When whistle-blower Edward Snowden revealed in June 2013 that the top-secret US PRISM programme was collecting phone and internet records of European citizens, the reaction from the Commission was forceful. The US justified the programme on grounds of security, but Viviane Reding, Vice-President of the Commission as well as EU Commissioner for Justice at the time, stated that “the data protection rights of EU citizens are non-negotiable.” However, looking at the recent Expert Group established by DG HOME on the topic of data retention, this statement sounds less convincing.
What Ms Reding failed to mention was that the European Commission has had its own highly controversial Data Retention Directive (DRD) in place since 2006, a year before PRISM came into being. The Directive equates to blanket and indiscriminate retention of all telecommunications, holding them for a minimum of six months up to two years, and has been heavily criticised by human rights and privacy campaigners.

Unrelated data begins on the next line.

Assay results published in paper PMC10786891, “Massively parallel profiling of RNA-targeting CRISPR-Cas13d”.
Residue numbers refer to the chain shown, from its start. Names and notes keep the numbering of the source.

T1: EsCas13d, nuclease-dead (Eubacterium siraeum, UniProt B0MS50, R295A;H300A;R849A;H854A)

According to AK Vorrat, the German Working Group on Data Retention, the DRD is “the most privacy-invasive instrument and the least popular surveillance measure ever adopted by the EU”, with almost 70% of EU citizens against it. It has also been shown to obstruct a free press as investigative journalists working on sensitive public interest issues are unable to use confidential communication channels (Deutsche Telekom was caught using the private data to spy on critical journalists), while the safety of potential whistle-blowers is also greatly reduced.